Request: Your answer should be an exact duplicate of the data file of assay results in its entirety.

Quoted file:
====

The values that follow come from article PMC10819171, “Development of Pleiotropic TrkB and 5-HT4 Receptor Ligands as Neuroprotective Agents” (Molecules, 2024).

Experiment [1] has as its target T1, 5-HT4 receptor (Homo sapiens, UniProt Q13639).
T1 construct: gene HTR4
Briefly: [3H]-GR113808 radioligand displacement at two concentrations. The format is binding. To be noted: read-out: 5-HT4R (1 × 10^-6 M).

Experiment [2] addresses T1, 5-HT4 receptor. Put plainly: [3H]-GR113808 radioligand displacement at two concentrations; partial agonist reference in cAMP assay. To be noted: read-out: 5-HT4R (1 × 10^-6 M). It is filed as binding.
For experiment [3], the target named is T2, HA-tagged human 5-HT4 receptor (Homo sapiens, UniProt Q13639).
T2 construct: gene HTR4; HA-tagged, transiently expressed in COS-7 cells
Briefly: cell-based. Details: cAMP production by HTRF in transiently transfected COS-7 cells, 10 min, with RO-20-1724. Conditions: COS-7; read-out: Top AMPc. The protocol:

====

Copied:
The values that follow come from article PMC10819171, “Development of Pleiotropic TrkB and 5-HT4 Receptor Ligands as Neuroprotective Agents” (Molecules, 2024).

Experiment [1] has as its target T1, 5-HT4 receptor (Homo sapiens, UniProt Q13639).
T1 construct: gene HTR4
Briefly: [3H]-GR113808 radioligand displacement at two concentrations. The format is binding. To be noted: read-out: 5-HT4R (1 × 10^-6 M).

Experiment [2] addresses T1, 5-HT4 receptor. Put plainly: [3H]-GR113808 radioligand displacement at two concentrations; partial agonist reference in cAMP assay. To be noted: read-out: 5-HT4R (1 × 10^-6 M). It is filed as binding.
For experiment [3], the target named is T2, HA-tagged human 5-HT4 receptor (Homo sapiens, UniProt Q13639).
T2 construct: gene HTR4; HA-tagged, transiently expressed in COS-7 cells
Briefly: cell-based. Details: cAMP production by HTRF in transiently transfected COS-7 cells, 10 min, with RO-20-1724. Conditions: COS-7; read-out: Top AMPc. The protocol: